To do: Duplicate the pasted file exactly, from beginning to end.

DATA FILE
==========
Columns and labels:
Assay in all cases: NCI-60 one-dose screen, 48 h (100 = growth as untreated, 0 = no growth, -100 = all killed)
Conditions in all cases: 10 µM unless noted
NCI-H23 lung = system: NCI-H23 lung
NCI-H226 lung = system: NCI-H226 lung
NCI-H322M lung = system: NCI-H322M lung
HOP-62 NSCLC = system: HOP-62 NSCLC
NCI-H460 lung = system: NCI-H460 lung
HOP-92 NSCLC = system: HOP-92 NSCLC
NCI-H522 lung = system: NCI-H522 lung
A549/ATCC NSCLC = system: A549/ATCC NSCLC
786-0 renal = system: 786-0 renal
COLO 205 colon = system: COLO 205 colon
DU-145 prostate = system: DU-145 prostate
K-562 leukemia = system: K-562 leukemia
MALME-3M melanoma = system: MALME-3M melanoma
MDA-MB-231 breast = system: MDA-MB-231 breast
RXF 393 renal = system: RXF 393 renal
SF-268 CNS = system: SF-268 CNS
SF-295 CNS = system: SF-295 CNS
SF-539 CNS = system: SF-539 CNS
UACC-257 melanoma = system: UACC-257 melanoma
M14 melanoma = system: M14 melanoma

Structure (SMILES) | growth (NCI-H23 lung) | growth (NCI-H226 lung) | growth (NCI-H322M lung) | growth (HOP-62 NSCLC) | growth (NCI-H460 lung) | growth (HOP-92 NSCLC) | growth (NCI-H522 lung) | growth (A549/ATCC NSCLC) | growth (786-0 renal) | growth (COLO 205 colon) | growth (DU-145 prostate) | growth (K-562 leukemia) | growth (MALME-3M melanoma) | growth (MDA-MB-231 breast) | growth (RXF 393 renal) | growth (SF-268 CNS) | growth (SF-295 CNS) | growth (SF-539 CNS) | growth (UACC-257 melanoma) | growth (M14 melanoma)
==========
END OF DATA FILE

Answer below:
Columns and labels:
Assay in all cases: NCI-60 one-dose screen, 48 h (100 = growth as untreated, 0 = no growth, -100 = all killed)
Conditions in all cases: 10 µM unless noted
NCI-H23 lung = system: NCI-H23 lung
NCI-H226 lung = system: NCI-H226 lung
NCI-H322M lung = system: NCI-H322M lung
HOP-62 NSCLC = system: HOP-62 NSCLC
NCI-H460 lung = system: NCI-H460 lung
HOP-92 NSCLC = system: HOP-92 NSCLC
NCI-H522 lung = system: NCI-H522 lung
A549/ATCC NSCLC = system: A549/ATCC NSCLC
786-0 renal = system: 786-0 renal
COLO 205 colon = system: COLO 205 colon
DU-145 prostate = system: DU-145 prostate
K-562 leukemia = system: K-562 leukemia
MALME-3M melanoma = system: MALME-3M melanoma
MDA-MB-231 breast = system: MDA-MB-231 breast
RXF 393 renal = system: RXF 393 renal
SF-268 CNS = system: SF-268 CNS
SF-295 CNS = system: SF-295 CNS
SF-539 CNS = system: SF-539 CNS
UACC-257 melanoma = system: UACC-257 melanoma
M14 melanoma = system: M14 melanoma

Structure (SMILES) | growth (NCI-H23 lung) | growth (NCI-H226 lung) | growth (NCI-H322M lung) | growth (HOP-62 NSCLC) | growth (NCI-H460 lung) | growth (HOP-92 NSCLC) | growth (NCI-H522 lung) | growth (A549/ATCC NSCLC) | growth (786-0 renal) | growth (COLO 205 colon) | growth (DU-145 prostate) | growth (K-562 leukemia) | growth (MALME-3M melanoma) | growth (MDA-MB-231 breast) | growth (RXF 393 renal) | growth (SF-268 CNS) | growth (SF-295 CNS) | growth (SF-539 CNS) | growth (UACC-257 melanoma) | growth (M14 melanoma)